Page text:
Sunday, 7 April 2013

The fencing panel!

You might be wondering what kind of gold-plated chook fencing we purchased that tallied nearly $600.00.  Good question!

The day the girls arrived we headed into Bunnings for a 10 metre roll of 120cm chicken wire, four star pickets, some fencing staples (to attach the wire to the pickets) - and a gadget to assist hammering the pickets into the ground.  That lot was $87.01 and probably one of the cheapest setups we could configure at short notice. 

We had previously purchased a small chicken coop from eBay.  (By Nick's reckoning, it features as a cat expense so isn't included in the chicken keeping costs)!  Accounting methods aside, the former cat coop was only intended to house two chickens at most (as a stand-alone unit) and was specifically noted not to be fox-proof.  Our chookies are locked into the top roosting chamber overnight, with the coop door closed.  Although a fox has been sniffing around, we believe they are safe when tucked up for the evening (albeit somewhat cosy).  It is their daytime security that is more of an issue.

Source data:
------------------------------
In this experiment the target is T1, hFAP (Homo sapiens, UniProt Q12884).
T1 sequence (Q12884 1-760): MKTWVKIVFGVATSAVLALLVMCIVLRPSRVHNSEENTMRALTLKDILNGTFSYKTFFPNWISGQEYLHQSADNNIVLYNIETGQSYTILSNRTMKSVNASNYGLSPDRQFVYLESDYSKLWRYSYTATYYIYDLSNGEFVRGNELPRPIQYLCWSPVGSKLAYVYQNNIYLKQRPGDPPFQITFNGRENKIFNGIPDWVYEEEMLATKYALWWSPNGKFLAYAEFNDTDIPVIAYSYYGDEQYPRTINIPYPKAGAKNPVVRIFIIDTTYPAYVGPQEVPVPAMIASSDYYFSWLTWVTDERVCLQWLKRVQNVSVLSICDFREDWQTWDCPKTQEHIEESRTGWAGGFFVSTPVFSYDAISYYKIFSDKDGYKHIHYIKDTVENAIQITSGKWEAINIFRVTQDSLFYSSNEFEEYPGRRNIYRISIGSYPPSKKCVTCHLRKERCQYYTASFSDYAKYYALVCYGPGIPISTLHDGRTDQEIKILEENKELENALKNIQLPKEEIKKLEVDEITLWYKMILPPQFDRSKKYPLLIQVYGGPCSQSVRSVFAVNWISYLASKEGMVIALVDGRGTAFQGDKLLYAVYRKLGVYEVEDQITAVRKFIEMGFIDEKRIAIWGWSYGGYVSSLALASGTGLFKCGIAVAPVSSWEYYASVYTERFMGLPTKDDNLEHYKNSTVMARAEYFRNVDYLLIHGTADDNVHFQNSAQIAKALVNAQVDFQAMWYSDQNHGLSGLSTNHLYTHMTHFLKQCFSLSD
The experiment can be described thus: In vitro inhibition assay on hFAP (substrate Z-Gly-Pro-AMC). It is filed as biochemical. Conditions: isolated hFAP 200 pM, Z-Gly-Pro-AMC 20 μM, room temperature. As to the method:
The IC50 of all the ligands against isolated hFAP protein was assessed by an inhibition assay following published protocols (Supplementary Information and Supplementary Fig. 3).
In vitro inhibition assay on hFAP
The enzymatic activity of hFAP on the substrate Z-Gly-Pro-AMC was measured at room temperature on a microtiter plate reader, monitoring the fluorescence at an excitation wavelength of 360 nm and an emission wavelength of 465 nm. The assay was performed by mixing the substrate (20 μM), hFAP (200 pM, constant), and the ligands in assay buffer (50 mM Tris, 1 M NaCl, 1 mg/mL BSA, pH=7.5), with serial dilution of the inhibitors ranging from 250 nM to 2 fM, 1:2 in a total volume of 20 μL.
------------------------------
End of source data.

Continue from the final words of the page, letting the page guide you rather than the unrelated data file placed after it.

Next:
We've been looking at fencing options and did some preliminary costings.  It seemed a more convenient alternative was to buy fencing panels, so we set off to acquire some.  Although we initially looked at the large format used around building sites, sense prevailed and we instead chose smaller units that (just) fit on our trailer!

The frames are galvanised with aviary mesh inserts - far superior to chicken wire and star pickets!  Our panels were advertised as being ex-hire with some minor damage, so afterwards we bought a swag of cable ties and some tie-wire to make the necessary repairs.  Cable ties aren't cheap but they are easy to work with and that definitely appealed!

When used as designed, the panels are 2 metres long and 1.2 metres high.  For our purposes they were stood on end (so the measurements are transposed).  Effectively we have 24 metres of 2 metre-high fencing for a little over $480.00. 

Obviously some work is necessary to transform our panels into what has been dubbed the "fox-proof fowl fort" but not nearly as much effort as would be required if building a fence entirely from raw materials.  Some people buy convenience food - we buy convenience fencing!

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